Academic journal article Romanian Journal of Political Science

The Bolshevik Revolution and the Rise of Italian Fascism

Academic journal article Romanian Journal of Political Science

The Bolshevik Revolution and the Rise of Italian Fascism

Article excerpt

Introduction

Like all complex and significant historic events, there is no single interpretation of the rise of Fascism that satisfies all specialists. There are many renderings, each competing with others for acceptance. (2) Among those in contention is one that would argue that without the reactive response of Italians to the possibility of a Bolshevik revolution on the peninsula, there would not have been a Fascist revolution, and the history of Europe would have been vastly different. The intention here is to explore just that possibility.

Virtually all political historians are prepared to accept the general proposition that the Bolshevism of V. I. Lenin exercised some sort of influence on political developments on the Italian peninsula. What will be attempted here will be a discussion of the rise of Fascism by (1) focusing on the role played by its doctrinal beliefs as one factor among many, and (2) attempting to trace the specific impact of the Bolshevik revolution on the entire sequence of events. The evidence suggests that the doctrinal convictions of the major protagonists of Fascist revolution in Italy shaped events in accordance with those convictions--and that throughout the course of those events Lenin's Bolshevism was of a significance not often fully appreciated.

The sequence of events considered here took place in a context in which most political historians have been prepared to accept the reality of the major influence of two political belief systems on the history of the twentieth century: the Bolshevism of V. I. Lenin and the Fascism of Benito Mussolini. (3) What has not been generally appreciated is the fact that both found their origins in the nineteenth century doctrine of Karl Marx and Friedrich Engels. More than that, they shared something of a peculiar set of material circumstances that impacted their development. Each took root in a community languishing in economic backwardness that had been severely damaged by war. In both, entire populations had been displaced and loosed from familiar patterns of behavior. No longer following settled routines of conduct, both Russians and Italians more and more fell under the influence of agents of change.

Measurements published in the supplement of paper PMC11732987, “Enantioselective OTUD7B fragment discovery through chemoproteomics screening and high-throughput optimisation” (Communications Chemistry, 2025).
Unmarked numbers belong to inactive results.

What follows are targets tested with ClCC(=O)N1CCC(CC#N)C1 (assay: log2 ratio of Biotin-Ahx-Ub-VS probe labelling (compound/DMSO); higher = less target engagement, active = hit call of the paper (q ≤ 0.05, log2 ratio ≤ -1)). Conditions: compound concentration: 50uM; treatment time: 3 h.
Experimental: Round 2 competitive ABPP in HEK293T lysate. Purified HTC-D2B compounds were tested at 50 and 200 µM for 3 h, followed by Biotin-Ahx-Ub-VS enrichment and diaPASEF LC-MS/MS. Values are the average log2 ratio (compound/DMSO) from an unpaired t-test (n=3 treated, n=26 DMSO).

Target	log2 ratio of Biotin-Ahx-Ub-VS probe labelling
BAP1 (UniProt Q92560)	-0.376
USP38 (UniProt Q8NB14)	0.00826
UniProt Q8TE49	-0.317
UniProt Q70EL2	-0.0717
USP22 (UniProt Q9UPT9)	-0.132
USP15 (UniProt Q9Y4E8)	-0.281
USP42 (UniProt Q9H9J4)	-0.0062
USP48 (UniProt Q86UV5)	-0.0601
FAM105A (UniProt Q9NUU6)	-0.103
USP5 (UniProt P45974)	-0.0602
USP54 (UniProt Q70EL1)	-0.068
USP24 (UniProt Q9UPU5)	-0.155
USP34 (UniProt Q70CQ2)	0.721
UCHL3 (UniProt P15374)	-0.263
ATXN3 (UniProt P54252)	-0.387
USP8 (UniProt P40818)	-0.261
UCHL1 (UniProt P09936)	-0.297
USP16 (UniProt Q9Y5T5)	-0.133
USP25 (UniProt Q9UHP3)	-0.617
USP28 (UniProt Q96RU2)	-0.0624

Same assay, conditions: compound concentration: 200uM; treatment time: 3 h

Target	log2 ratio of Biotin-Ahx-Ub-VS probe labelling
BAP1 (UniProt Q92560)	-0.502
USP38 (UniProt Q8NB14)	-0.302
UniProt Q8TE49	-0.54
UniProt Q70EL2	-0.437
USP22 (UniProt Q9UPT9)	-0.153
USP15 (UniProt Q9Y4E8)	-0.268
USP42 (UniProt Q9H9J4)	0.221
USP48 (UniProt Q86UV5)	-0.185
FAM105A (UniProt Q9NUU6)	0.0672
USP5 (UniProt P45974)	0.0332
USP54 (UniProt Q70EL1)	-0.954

At the time when revolutionaries in both communities considered themselves Marxists, Marxism as a doctrine was undergoing substantive change. With the death of Engels in 1895, Marxism's entire elaborate structure had come under increasingly critical scrutiny. In Germany, France, and Italy Marxism was interpreted and reinterpreted by intellectuals all convinced that their interpretations were either more faithful to the genius of the founders, or advanced modifications required by changing circumstances. (4) Out of all that, for the purposes of our account, the two variants of classical Marxism--Lenin's Bolshevism and Mussolini's Fascism--took on particular configuration early in the century.

The Significant Variants

By the time of his first maturity, V. I. Lenin was already a dedicated revolutionary--seeking a suitable rationale for his willed commitment. He was immediately attracted to the work of Georgi Valentinovich Plekhanov, (5) the founder of the first Russian Marxist revolutionary organization, the Emancipation of Labor. For Lenin, Plekhanov was "among the world's greatest thinkers and publicists"--a contemporary who, in Lenin's judgment, had "the greatest knowledge of Marxist philosophy." (6)

Plekhanov spoke of Marxism as a "teaching" that explained the entire course of human development, with society's economic base the ultimate determinant of its human activity--all of which proceeded independent of the will of participants. Human conduct was seen as a function of "general laws" that governed a shared existence. (7) Plekhanov argued that the individual "serves as an instrument of (...) necessity and cannot help doing so, owing to his social status (...) Since his social status (. …

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